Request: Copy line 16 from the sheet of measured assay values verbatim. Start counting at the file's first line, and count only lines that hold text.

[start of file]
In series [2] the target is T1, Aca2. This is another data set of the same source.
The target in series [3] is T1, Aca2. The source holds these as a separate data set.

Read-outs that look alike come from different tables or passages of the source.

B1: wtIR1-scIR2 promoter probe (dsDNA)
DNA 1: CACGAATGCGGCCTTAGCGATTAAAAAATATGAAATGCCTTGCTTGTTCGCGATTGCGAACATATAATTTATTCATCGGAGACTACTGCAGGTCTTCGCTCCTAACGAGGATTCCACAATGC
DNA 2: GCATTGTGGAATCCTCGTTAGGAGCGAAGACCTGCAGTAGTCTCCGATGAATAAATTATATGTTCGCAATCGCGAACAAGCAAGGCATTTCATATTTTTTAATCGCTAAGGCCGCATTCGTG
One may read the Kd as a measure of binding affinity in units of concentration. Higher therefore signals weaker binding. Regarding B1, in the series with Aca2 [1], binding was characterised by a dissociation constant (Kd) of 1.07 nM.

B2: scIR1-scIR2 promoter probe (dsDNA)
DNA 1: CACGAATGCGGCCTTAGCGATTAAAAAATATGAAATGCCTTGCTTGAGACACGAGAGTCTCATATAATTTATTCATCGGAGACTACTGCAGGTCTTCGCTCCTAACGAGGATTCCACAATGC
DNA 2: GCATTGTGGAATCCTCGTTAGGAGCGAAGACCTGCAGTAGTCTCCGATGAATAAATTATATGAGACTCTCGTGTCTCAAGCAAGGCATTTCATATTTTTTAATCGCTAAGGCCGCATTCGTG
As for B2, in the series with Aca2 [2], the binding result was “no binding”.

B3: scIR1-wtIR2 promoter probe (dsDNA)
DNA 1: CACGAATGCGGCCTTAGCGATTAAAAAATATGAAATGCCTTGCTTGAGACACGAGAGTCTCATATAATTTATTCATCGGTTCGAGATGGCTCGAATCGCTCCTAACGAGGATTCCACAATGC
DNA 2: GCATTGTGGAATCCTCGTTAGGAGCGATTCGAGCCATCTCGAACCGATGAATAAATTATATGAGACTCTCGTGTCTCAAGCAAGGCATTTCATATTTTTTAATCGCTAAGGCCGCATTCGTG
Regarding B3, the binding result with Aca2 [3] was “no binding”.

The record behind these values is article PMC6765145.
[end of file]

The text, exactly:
The record behind these values is article PMC6765145.